'All philosophy is a metaphysics of happiness…or it's not worth an hour of trouble' claims Alain Badiou in this lively intervention into one of the most persistent themes in philosophy: what is happiness? And what do I need to do to be happy? The desire to be happy is one of our most universal goals and yet there doesn't seem to be any easy answers or formulas for achieving happiness. And the concept has become so commodified and corrupted to be almost unrecognizable as something worth pursuing. In light of this, should we just give up the aspiration to be happy altogether? Alain Badiou thinks not.
While eschewing futile procedures for magically becoming 'happy', Badiou does passionately maintain that in order to be truly happy we need philosophy. And, bolder still, that a life lived philosophically is the happiest life of all!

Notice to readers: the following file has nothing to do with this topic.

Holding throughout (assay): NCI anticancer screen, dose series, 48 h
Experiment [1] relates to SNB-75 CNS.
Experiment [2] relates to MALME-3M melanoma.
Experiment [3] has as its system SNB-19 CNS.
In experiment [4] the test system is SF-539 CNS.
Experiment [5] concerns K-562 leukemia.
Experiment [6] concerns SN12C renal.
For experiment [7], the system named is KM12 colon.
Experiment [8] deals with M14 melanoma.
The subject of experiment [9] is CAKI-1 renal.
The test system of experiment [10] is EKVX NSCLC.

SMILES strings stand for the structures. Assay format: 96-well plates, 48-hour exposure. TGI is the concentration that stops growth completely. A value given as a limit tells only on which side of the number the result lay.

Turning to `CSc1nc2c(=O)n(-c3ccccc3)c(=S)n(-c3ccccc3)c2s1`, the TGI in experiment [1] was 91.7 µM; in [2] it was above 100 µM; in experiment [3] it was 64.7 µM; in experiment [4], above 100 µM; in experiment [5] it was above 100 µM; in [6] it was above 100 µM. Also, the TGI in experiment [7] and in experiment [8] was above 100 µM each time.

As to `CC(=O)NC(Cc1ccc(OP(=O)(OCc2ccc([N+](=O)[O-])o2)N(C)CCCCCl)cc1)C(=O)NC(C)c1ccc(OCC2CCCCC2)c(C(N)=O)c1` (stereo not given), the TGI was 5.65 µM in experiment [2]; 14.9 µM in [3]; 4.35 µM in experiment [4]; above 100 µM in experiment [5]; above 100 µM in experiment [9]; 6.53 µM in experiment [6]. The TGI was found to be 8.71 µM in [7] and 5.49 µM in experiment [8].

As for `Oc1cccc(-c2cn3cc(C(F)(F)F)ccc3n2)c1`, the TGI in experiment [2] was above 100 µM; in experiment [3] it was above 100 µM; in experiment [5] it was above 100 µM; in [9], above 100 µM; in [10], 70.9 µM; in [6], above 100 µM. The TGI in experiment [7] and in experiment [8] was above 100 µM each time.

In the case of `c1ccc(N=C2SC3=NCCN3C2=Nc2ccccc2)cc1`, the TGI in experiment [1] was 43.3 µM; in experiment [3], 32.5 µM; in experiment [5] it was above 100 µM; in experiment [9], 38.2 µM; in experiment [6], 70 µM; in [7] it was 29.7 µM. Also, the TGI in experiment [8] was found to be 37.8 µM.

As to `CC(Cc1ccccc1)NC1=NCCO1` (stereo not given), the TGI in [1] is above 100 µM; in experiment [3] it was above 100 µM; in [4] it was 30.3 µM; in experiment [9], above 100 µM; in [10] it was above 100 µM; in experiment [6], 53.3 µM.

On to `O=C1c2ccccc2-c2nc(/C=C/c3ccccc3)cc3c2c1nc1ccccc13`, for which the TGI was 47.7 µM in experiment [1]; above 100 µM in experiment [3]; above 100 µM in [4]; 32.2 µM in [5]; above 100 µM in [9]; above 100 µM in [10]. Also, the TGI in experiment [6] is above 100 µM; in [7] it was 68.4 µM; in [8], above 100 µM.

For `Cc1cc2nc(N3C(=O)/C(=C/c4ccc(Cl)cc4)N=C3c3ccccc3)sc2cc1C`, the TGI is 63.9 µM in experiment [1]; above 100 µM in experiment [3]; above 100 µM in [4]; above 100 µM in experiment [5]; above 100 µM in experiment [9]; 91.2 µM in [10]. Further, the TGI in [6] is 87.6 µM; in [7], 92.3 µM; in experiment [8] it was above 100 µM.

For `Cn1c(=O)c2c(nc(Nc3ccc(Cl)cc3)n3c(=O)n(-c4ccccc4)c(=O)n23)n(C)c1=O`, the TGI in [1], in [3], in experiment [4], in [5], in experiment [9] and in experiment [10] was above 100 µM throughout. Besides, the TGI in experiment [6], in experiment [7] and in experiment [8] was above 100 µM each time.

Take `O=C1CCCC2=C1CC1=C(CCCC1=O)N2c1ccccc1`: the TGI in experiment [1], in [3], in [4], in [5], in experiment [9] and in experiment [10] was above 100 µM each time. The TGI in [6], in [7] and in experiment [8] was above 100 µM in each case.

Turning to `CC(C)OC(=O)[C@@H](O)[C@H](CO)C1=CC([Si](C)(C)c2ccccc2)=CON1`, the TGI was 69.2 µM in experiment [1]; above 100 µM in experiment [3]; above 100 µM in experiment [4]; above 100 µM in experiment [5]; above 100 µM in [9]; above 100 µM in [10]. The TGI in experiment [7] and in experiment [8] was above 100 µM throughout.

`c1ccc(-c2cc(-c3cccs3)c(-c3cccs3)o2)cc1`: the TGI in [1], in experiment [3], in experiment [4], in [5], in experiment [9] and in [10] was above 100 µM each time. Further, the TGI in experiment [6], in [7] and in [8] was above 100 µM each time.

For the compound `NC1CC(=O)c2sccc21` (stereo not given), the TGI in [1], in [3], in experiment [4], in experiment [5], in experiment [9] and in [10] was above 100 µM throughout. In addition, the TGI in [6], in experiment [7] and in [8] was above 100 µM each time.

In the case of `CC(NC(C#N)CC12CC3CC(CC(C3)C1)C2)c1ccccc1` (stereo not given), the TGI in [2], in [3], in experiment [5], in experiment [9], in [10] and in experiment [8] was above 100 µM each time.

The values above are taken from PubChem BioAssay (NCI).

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About the Author
Alain Badiou taught at the École Normale Supérieure and at the Collège International de Philosophie in Paris, France. His most recent book The Immanence of Truths: Being and Event III is coming out in 2020 with Bloomsbury.
Table of Contents
Note on the Text/Translation
Translator's Introduction: Happiness is Revolting by A.J. Bartlett and Justin Clemens
Introduction: The Metaphysics of Real Happiness
I: Philosophy and the Desire of Philosophy
II: Philosophy and Antiphilosophy put to the test of happiness
III: To be happy, must we change the world?
IV: Destination and Affects of Philosophy